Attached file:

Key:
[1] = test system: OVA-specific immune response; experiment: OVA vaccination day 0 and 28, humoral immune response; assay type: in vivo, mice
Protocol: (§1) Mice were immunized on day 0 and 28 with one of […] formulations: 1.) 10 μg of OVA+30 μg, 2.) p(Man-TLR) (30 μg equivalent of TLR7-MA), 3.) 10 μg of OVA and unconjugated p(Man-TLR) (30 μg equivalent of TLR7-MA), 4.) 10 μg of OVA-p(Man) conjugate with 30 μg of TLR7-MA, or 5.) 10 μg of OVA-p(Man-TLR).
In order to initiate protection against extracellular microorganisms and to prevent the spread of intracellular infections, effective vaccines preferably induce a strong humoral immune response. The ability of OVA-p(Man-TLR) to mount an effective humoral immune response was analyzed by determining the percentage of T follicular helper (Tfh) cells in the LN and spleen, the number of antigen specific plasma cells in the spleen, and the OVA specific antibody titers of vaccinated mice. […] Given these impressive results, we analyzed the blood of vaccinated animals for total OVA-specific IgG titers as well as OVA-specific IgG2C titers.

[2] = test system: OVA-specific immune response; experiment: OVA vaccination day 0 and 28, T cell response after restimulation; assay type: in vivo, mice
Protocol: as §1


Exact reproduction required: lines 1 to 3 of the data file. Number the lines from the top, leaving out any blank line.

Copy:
Key:
[1] = test system: OVA-specific immune response; experiment: OVA vaccination day 0 and 28, humoral immune response; assay type: in vivo, mice
Protocol: (§1) Mice were immunized on day 0 and 28 with one of […] formulations: 1.) 10 μg of OVA+30 μg, 2.) p(Man-TLR) (30 μg equivalent of TLR7-MA), 3.) 10 μg of OVA and unconjugated p(Man-TLR) (30 μg equivalent of TLR7-MA), 4.) 10 μg of OVA-p(Man) conjugate with 30 μg of TLR7-MA, or 5.) 10 μg of OVA-p(Man-TLR).